The tests revealed a narrowing of the aorta, and a stent was placed in her valve. Within a couple of weeks, baby Isabelle was strong enough for her next surgery.

It was discovered during the surgery that the congestive heart failure baby Isabelle endured had actually served as a form of exercise for her heart, strengthening the muscle. Her surgeon stated that Isabelle’s heart was the strongest he had ever seen with that defect. The surgery was a success, although the recovery process was difficult.

While grateful for the good news, there was little time for celebration; Isabelle’s next surgery was just around the corner.

Typically, a child born with this condition would receive a third surgery between 18-24 months of age, which would help correct circulation. However, as a result of the surgery, most patients inevitably suffer liver complications. In hopes of avoiding this, Isabelle’s doctors recommended postponing the surgery for as long as possible.

In 2013, at the tender age of 11, the time had come for her third heart surgery. A plan was devised to use a modified version of the normal surgery in hopes of further reducing the chances of liver failure. Unfortunately, it was unsuccessful, and Isabelle underwent her fourth heart surgery just a few months later. The fourth surgery was successful in correcting her circulation but led to a serious complication.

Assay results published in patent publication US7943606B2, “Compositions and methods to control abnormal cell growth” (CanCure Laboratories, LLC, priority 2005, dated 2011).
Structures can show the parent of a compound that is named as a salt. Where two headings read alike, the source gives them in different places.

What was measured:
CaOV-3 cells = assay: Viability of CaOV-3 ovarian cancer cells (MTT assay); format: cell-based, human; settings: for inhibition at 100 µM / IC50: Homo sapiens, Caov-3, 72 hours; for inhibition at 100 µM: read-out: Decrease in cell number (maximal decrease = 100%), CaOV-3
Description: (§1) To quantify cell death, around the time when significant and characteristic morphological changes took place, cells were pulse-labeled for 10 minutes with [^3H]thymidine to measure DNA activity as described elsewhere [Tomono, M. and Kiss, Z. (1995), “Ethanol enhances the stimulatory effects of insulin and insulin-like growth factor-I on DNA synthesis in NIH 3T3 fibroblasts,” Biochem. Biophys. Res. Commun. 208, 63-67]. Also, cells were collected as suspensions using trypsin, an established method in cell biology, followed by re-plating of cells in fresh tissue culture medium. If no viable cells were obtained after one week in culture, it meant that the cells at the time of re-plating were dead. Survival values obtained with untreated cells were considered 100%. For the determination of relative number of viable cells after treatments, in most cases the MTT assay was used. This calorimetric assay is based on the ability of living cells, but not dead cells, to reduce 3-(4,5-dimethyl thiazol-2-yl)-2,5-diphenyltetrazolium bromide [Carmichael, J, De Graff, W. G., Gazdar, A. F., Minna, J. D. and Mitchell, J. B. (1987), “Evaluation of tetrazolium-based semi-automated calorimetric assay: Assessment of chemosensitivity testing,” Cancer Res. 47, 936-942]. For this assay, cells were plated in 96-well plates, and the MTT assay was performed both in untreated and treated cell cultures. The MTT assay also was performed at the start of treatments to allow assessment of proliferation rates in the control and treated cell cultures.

In May of 2015, Isabelle started retaining fluid in her abdomen and ankles. After extensive testing, she was diagnosed with protein-losing enteropathy, also known as PLE.

PLE prevents the body from absorbing the protein it needs to function properly. It sometimes responds to medication and can be treated. Other times, the only option is a transplant. Thankfully, Isabelle’s PLE is responding to medication, and her protein is back in normal range.

Throughout this journey, Kelli Alexander’s faith was deepened and she learned to never give up.

“I didn’t have anywhere else to go,” she said. “You trust doctors so much, but they can’t do it all. [God] is not going to leave you alone. He is not going to forsake you. His word tells us that He will provide everything we need, and He always has.”

Kelli and John are also grateful for their church family at First United Methodist Church who held a special prayer service for their daughter.

“It was very touching,” Alexander said. “Sometimes people can lose faith in humanity, especially in the times we are living in. But we learned that there are people who really do care.”

Alexander said she appreciates her youngest daughter, Abi, and the understanding and patience she’s extended throughout this process.

“I’ve missed a lot of stuff because of Isabelle’s condition, but Abbi still loves her sister very much,” she said.

Today, Isabelle is an outgoing 13-year-old student at Clanton Middle School. She loves her friends and family and has a fierce passion for life.

While this diagnosis has been difficult, the Alexander family is thankful that this journey has served to remind them to never take anything for granted. They have come to learn that each day is a gift to be treasured and cherished, and it is this realization that may be the greatest heart awareness of all.

“So do not fear, for I am with you; do not be dismayed, for I am your God. I will strengthen you and help you; I will uphold you with my righteous right hand.” Isaiah 41:10

Chanel Bingham is a freelance writer, blogger and public speaker. She resides in Thorsby with her husband and four children. You can visit Chanel at or on Facebook at “The Polished Canvas.” Her column publishes each Thursday.